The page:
Beige Book June 2008

The Federal Reserve Bank gathers anecdotal information on current economic conditions through reports from Bank and Branch directors and interviews with key business contacts, economists, market experts, and other sources. The Beige Book summarizes this information.

The Federal Reserve has issued its Beige Book report for June. The Fed commented on the national real estate and construction market as follows:

Residential real estate markets were generally weak across most of the nation.  District reports indicated flat or declining home sales in Boston, New York, Cleveland, St. Louis, and Dallas, and contacts in Philadelphia did not expect housing activity to expand strongly this year.  Contacts in San Francisco reported that housing markets remained exceptionally weak, although a few reports pointed to some recent pickup in home sales attributed to increased affordability.  Scattered reports from Philadelphia and Kansas City indicated seasonal improvements.  Inventory levels of new and existing homes remained high or were rising in New York, Philadelphia, Cleveland, Richmond, and San Francisco.  Home sales prices decreased somewhat in Boston, Atlanta, Kansas City, and San Francisco, but remained relatively stable in Richmond and Chicago.  The New York and Chicago Districts noted that some potential buyers had difficulty in obtaining financing.  Residential construction declined in Chicago, St. Louis, and Minneapolis, but was flat to slightly higher in parts of the Atlanta District and spiked in areas of the Dallas District where demand for apartments was solid.  Homebuilders in Cleveland expected no improvement in the housing industry for the remainder of 2008, and Chicago reported that limited credit availability for new developments had caused many builders to suffer losses on existing projects.  Richmond and San Francisco noted an increase in home foreclosures.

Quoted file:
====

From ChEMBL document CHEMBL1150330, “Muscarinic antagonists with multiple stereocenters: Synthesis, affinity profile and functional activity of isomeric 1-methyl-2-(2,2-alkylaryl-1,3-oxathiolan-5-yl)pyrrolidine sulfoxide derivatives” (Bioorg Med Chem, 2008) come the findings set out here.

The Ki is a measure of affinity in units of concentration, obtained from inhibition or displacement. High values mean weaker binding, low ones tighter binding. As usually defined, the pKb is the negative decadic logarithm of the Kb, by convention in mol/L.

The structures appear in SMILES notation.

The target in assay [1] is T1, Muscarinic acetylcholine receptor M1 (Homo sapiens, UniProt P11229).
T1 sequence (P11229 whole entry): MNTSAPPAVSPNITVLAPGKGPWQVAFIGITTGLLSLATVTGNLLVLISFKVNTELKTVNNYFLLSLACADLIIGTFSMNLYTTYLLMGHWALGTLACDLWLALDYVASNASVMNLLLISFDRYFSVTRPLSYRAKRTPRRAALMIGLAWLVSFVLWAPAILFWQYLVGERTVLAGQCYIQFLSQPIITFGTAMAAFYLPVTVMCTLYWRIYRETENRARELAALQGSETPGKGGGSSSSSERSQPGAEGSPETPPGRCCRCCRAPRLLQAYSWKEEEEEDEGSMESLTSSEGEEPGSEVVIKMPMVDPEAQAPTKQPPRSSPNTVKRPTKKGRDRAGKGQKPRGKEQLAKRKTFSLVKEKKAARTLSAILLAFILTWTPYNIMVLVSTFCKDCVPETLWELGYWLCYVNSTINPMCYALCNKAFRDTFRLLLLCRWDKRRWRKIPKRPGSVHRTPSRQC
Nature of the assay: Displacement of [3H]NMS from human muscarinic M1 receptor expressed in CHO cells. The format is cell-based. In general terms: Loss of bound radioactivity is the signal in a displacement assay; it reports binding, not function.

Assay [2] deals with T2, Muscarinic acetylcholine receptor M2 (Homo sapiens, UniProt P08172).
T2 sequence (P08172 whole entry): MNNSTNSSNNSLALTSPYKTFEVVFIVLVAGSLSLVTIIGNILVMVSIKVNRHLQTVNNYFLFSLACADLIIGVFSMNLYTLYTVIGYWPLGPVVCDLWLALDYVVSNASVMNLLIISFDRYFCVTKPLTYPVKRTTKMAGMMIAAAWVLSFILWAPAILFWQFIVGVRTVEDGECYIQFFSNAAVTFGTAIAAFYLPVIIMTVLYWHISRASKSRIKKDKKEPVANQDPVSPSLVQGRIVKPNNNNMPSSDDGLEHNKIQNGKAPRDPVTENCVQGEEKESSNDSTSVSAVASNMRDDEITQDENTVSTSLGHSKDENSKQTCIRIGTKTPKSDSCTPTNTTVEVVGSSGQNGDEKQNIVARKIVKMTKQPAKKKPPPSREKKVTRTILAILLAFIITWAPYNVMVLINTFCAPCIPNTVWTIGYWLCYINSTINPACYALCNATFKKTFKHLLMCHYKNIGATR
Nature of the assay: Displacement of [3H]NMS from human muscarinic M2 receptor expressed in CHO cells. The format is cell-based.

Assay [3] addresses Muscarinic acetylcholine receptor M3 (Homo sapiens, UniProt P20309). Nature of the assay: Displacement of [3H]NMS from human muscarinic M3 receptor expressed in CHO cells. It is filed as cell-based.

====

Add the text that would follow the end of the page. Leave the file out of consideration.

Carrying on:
Commercial real estate conditions varied in April and May, with some Districts reporting that activity had softened.  Leasing activity eased in Boston, New York, Philadelphia, Richmond, and San Francisco.  Minneapolis, however, reported that market activity was up modestly, while activity was mixed across the St. Louis District.  Vacancy rates edged higher in Boston, Kansas City, and San Francisco, as well as in pockets of the Richmond and St. Louis Districts.  Absorption was negative in Boston and in Minneapolis for both office and manufacturing space.  Overall rents were on the rise in New York, but were stable or beginning to slip in Boston, Philadelphia, Richmond, and Kansas City.  Sales trended downward according to the New York, Philadelphia, and Kansas City Districts.

Reports on nonresidential construction activity were mixed.  Contacts from Chicago and Minneapolis saw slight increases in activity.  Philadelphia, Cleveland, Richmond, Atlanta, and Dallas, however, reported easing or weak levels of construction.  A number of Districts–Cleveland, Richmond, Chicago, and Dallas–reported that obtaining financing remained difficult for some projects.

Click here to read the full report.

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